I found a family run mill helping me keep big fat-cat companies as far away from the project as possible, and a local small dye company with a similar family feel. I can’t trace my wool back to the sheep, but pretty close. The farmers take the wool to Bradford, it’s spun in Huddersfield and using dyes from Sheffield I create the wool in Leeds. Even the pipe cleaners I used for the armatures came from a small factory in Huddersfield.

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It seems a shame to keep such a great wool all to myself, so after university was over, and I spent some time sorting out my health (for those who don’t know, I’ve done all this whilst being quite ill – No they still don’t know what’s wrong, but the last time I saw the Cardiologist they were thinking about heart failure, but don’t worry, I’m on the up!) I decided to manufacture the wool.

Naming the wool

As many knitters will know, yarn comes in colours and each colour had a name. So, I spent a long time trying to work out what to name the tones (I call them tones rather than colours because they are skin tones and it keeps us thinking we’re all equal in tones rather than separate as colours).

I saw tones named after food (strawberry, chocolate, honey) and tones named after drinks (Latte, Coffee) but it didn’t seem right, in fact it felt wrong.

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The above tone chart comes from Windsor and Newtons felt tip range… Putty! Who on Earth wants to describe themselves as Putty? Isn’t putty that off-white stuff you use on windows?

Then there was my personal feelings about dolls and doll making. There was so much research about the effects of dolls on children and I decided the whole doll making process had to be one of inspiration.

I can’t remember the day it happened, but after weeks and weeks of searching for tone names and looking at images of people from across the world. I decided on using names of people for skin tones. Each person had to be a woman of that skin tone who could be an inspiration to doll makers, doll collectors and most importantly players of dolls.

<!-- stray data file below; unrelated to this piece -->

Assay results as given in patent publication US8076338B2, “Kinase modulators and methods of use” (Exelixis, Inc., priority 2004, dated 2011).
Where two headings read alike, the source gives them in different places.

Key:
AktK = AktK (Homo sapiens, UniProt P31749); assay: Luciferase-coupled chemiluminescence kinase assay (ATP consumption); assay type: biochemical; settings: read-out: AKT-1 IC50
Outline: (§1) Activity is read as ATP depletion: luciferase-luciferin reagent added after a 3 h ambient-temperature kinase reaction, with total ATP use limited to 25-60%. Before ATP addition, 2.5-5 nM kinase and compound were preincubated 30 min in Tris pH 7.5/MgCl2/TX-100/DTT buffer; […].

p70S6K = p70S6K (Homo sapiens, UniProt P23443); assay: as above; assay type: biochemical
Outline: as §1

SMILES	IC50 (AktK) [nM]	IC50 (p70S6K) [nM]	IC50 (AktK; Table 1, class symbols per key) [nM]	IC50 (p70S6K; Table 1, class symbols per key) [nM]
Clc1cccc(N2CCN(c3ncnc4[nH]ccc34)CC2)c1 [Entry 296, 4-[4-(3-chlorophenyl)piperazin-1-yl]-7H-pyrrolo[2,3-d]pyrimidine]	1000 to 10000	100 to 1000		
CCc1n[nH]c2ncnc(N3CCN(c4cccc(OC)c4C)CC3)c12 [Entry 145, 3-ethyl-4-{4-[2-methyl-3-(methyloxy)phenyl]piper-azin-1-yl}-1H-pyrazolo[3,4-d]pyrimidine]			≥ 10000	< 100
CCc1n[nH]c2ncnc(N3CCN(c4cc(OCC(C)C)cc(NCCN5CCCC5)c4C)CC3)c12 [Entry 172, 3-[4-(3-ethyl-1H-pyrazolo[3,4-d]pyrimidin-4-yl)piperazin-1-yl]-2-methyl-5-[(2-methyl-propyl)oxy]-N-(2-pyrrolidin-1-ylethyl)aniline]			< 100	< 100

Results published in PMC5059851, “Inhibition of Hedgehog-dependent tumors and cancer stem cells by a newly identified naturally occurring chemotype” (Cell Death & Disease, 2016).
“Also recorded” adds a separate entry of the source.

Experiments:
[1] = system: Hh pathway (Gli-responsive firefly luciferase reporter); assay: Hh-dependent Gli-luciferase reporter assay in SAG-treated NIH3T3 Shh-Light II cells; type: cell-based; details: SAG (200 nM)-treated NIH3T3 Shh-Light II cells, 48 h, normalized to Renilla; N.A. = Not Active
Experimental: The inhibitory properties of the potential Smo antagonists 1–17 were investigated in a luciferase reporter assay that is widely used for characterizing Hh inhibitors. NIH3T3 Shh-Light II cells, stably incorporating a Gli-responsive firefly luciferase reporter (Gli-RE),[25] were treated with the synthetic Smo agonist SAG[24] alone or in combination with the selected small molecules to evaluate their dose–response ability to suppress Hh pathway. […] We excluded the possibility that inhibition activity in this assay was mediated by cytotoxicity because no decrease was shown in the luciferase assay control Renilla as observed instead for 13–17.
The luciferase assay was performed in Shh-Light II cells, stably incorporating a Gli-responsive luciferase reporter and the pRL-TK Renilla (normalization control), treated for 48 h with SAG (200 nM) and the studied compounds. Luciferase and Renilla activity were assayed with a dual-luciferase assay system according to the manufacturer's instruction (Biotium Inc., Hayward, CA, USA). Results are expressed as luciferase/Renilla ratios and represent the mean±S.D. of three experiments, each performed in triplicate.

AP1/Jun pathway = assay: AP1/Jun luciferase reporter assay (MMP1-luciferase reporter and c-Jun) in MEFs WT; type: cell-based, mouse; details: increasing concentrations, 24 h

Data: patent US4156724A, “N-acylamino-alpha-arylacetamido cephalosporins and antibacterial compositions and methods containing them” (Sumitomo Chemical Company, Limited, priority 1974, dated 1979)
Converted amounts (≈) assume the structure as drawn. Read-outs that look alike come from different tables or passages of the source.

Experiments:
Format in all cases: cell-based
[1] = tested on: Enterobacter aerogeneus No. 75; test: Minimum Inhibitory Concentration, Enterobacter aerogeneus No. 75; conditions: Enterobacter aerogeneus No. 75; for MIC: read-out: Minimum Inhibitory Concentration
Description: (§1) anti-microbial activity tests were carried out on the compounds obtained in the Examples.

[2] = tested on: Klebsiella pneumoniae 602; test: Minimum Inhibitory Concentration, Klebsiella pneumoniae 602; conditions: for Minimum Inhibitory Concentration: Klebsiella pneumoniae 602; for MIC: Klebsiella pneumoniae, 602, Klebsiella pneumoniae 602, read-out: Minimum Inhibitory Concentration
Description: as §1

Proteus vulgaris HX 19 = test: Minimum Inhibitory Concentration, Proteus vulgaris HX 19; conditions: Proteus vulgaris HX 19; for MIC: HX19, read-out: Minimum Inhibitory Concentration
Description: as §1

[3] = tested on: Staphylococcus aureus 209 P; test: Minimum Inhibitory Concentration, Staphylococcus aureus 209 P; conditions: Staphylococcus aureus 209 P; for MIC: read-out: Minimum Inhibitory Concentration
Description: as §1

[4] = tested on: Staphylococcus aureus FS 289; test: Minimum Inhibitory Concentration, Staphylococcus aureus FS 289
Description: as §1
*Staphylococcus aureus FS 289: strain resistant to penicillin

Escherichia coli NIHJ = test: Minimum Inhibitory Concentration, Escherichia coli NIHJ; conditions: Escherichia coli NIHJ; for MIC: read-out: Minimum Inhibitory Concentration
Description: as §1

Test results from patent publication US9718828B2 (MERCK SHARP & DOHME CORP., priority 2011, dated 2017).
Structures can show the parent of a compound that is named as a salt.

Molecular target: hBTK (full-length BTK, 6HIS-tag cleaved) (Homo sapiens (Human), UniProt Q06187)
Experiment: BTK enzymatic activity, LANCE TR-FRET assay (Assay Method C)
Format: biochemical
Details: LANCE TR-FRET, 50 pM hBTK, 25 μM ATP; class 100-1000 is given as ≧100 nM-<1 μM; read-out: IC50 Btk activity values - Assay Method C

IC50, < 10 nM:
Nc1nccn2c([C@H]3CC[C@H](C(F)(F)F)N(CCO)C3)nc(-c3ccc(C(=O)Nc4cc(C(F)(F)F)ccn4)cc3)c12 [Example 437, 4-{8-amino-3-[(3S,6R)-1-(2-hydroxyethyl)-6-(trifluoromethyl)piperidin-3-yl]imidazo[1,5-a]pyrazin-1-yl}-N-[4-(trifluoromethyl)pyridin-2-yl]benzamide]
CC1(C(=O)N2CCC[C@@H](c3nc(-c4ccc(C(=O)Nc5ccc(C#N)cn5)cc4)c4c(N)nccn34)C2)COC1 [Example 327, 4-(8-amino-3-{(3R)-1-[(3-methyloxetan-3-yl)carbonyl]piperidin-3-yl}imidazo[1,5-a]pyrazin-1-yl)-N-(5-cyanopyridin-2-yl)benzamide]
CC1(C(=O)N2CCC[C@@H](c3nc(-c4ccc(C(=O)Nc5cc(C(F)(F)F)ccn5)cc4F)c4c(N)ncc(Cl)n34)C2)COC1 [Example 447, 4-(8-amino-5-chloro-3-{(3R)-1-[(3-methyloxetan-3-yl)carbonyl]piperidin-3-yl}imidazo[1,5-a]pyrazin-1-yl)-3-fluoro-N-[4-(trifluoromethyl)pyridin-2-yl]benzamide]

It was important that when a child held a doll  of a darker skin tone, they knew that there was no limits to who they could be in life. People like Mae Jemison, who had dreams of going into space as a child, tell the young children of today that their dreams can become reality, that no one has the right to quash the dreams of the young.

No one can stop a plus sized young girl like Shelby from being an athlete. Sports companies might not make plus sized athletic wear, thinner people might try their best to body shame larger children into dieting, but size doesn’t matter in our dreams and Shelby, with her Princess attitude proves just that.

Coming from wealth or coming from poverty, having two parents or none, having the best paid education, attending funded courses or learning later in life makes no difference in getting where you want to be in life.

I have the privilege of being a doll maker, it’s a magical job where I have the power to inspire the next generation simply by making the dolls that will inspire their dreams.

So here is the wool, ready to buy and inspire…

The seven shades will be available on my Etsy shop and on the shop on this website.

The wool comes in 100g skeins, plenty enough for one of my Crochet dolls which are 15″ tall. It’s a thicker side of DK weight yarn but works with 3mm-4mm needles to create a tighter fabric to help avoid stuffing showing through, this is vital for those who make dolls to sell since it’s a requirement of the EU safety laws.

So far only two tones (Shelby and Malala) have been tested to EN71 safety, making it safe for doll and toy making. and it passes the doll flammability tests. It’s going to cost a couple hundred pounds to have all the wools tested so I want to see if it’s popular before spending so much money on testing.

I’m going to boast here…

It’s the only wool of its kind in the world (I searched high and low but perhaps there’s another wool out there) which is made especially for doll making, produced fully in the UK (and apart from the sheep themselves) is produced in Yorkshire.

It’s currently priced at ¬£18/100g although I will do an introductory price and wool shade cards for retail and large orders will be available very soon.